After our previous BBQ at the Long Beach Grand Prix, just finishing the Honda Indy Grand Prix of Barber was going to be an accomplishment in itself. Fortunately, I got three practice sessions this weekend before going into qualifying!
An hour and forty-five minutes of practice was going to be great. Even though I had been to Barber Motorsports Park before, this time it was warmer than 35 degrees. The track temp reached up to 124 degrees, and the tires did not like it.
In the cooler practice sessions, I was quite happy with the package we had and felt that I could take the fight to the Team Moore Racing cars and potentially the Sam Schmidt Motorsports cars.
When the track temp had risen for the afternoon session, I struggled. The surface became very greasy and made it tough to feel what the car was doing. Every lap I was making mistakes and was very inconsistent. I kept plugging away, though, and eventually drove the car to the limit it had and was able to string a lap together to start P11 in the first race of the weekend.
Race 1 rolled around and it was hot — around 85 degrees air temp and 125 degrees track temp. This was a sprint race for 30 laps, so I went as fast as I could for the entire race. I ended up finishing 11th but was as high as 9th at one point. After getting the first race out of the way, I had an idea of what I needed in the car to survive and fight in race 2.
The unfortunate part about our series is that we don’t get a morning warm-up, so I was going into Sunday’s race blind and thinking ‘Well, its 40 laps and I’m just going to do my best and the cards will fall where they fall.’
I was starting P11 again, but on the formation laps I could see the dark grey skies forming. ‘Woohoo,’ I was thinking to myself. Let the rain come and I can drive circles around these guys. As the saying goes, “rain is the great equalizer,” and I was praying for the rain so I could show my skills.
The race started, and I got a bad jump and went into turn 1 dead last. I knew my car had more grip, though, because I saved a set of sticker tires for this race. I used those tires and took the wide line through turn 2. I jumped on the throttle early and held it as we went down through turn 3. Scott Anderson was now on my right, and from our race yesterday I knew he was good on brakes into turn 5. I was on the inside, though, and I knew I had to go as deep as possible without taking us both out.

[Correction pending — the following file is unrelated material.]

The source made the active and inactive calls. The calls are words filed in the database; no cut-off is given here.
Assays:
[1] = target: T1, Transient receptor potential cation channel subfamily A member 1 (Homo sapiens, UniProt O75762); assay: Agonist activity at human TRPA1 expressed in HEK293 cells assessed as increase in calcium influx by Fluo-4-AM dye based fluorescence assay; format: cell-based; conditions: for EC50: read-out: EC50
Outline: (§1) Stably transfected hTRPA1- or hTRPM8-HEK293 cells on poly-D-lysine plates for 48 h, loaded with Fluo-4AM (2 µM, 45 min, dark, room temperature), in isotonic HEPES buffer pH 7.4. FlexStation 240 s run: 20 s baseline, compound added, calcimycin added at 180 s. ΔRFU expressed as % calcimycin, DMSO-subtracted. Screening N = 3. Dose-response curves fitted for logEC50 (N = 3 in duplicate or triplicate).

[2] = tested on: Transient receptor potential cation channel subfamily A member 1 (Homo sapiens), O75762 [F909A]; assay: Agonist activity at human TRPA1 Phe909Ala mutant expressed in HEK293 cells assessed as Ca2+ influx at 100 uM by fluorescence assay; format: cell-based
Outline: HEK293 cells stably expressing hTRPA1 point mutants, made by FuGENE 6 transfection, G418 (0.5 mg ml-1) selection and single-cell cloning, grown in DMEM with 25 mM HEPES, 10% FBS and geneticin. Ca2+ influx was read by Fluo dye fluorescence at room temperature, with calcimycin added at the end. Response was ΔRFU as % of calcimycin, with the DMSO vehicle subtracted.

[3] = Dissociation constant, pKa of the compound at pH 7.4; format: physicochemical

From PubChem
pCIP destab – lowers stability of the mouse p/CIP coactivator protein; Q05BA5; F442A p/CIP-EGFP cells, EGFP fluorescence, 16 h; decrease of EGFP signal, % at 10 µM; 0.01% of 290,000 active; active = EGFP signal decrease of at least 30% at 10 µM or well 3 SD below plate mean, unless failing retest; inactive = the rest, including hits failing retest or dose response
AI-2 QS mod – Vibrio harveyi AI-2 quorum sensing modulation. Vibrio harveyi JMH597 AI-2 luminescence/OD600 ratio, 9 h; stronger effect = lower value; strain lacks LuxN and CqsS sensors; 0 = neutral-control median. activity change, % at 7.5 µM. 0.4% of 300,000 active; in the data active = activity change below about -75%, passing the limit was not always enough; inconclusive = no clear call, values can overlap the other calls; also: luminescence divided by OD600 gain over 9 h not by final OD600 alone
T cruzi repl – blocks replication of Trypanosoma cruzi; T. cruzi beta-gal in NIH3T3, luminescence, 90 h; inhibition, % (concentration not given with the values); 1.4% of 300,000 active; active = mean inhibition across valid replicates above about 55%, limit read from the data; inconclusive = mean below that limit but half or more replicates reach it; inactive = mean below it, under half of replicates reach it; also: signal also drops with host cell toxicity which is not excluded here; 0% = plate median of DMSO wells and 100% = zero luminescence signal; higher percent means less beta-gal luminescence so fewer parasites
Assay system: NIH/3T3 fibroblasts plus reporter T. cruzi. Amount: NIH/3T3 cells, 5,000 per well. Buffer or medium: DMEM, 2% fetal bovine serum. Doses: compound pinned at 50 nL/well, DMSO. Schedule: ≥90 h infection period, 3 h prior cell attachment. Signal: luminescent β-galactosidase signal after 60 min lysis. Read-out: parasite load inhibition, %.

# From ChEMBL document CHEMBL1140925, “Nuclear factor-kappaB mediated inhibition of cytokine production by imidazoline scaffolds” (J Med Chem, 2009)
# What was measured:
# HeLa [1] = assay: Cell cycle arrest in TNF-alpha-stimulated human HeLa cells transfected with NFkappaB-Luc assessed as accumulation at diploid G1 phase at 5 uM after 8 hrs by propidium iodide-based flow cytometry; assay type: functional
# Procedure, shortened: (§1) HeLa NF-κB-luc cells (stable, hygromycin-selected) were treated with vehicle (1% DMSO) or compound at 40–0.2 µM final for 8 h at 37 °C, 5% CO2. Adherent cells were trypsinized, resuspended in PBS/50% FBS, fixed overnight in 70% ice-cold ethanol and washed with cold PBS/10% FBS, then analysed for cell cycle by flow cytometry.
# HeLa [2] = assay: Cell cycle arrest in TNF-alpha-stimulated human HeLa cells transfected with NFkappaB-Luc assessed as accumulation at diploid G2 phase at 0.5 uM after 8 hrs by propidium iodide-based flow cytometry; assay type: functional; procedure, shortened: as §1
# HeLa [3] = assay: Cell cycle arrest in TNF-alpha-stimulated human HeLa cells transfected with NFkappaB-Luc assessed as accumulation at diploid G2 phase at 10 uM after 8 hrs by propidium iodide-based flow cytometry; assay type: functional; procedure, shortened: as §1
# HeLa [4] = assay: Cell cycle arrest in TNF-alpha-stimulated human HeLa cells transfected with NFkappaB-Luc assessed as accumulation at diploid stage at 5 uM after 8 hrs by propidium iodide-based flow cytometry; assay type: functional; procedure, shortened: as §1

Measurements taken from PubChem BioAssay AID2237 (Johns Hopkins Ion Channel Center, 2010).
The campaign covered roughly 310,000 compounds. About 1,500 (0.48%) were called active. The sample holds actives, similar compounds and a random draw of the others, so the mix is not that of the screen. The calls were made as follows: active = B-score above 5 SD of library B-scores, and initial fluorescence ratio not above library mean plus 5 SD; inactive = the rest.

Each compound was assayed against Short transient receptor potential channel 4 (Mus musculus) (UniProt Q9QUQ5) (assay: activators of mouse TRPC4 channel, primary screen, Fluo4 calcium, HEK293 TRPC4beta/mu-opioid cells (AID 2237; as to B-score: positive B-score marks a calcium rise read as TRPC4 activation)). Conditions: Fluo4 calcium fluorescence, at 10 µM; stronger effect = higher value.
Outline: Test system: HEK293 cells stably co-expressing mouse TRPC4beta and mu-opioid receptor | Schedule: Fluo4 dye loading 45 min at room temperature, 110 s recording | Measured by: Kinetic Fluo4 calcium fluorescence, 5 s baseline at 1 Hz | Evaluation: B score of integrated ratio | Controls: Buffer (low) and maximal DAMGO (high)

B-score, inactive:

He broke a few feet deeper since he was on the rubber side of the track, and we went side by side into turn 5. I was then thinking, ‘Okay, I need to get out of here well because the next corner is a right-handed turn and he would have the inside.’
I began to inch him closer and closer to the edge of the track before he eventually had a loose moment and slotted in behind me.
Next, I was chasing down the Team Moore Racing cars. I was running right on the gearboxes of Zack Meyer and Vittorio Ghirelli but I could not get around them, so I held my position and was waiting for a mistake.
After about five laps, I began to lose my front tire grip. Having learned the day before what happens when you don’t take care of your tires, I quickly softened my front anti-roll bar and rebalanced my car. This, however, took some grip away from my rear, and I began to struggle with power down. I suppose everything can’t be perfect!
I started to fall back from the Team Moore Racing cars but still had Scott all over me. I was really looking at those clouds now thinking, ‘Any day now!’
Thirty-five laps in, my prayers were answered. Down came the rain and washed all the grip away. I pulled my tear-off and switched to rain racing mode, carefully tippy-toeing around the track but still sliding the rear around like a drift car.
After two laps I had the second-fastest lap in the rain and was gaining back time on the Team Moore cars. I was able to then pass Vittorio coming out of the fast chicane and could see Zack just ahead.
Next thing I knew: full course yellow.
“What?!” I screamed out loud!
We had three more laps in the race, and it was going to be my best finish all season. But the series officials don’t like rain, so they ordered us to stop a few laps short. I crossed the line P9, which made for my first top 10 of the season.
Now that we have completed the amount of miles that we were supposed to do in winter testing, we have a good understanding of what the tires want. It’s very good that we get plenty of track time at Indianapolis in two weeks because it is going to be a brand new track for everyone.
I’m looking forward to the new circuit and also moving up closer to that top five position.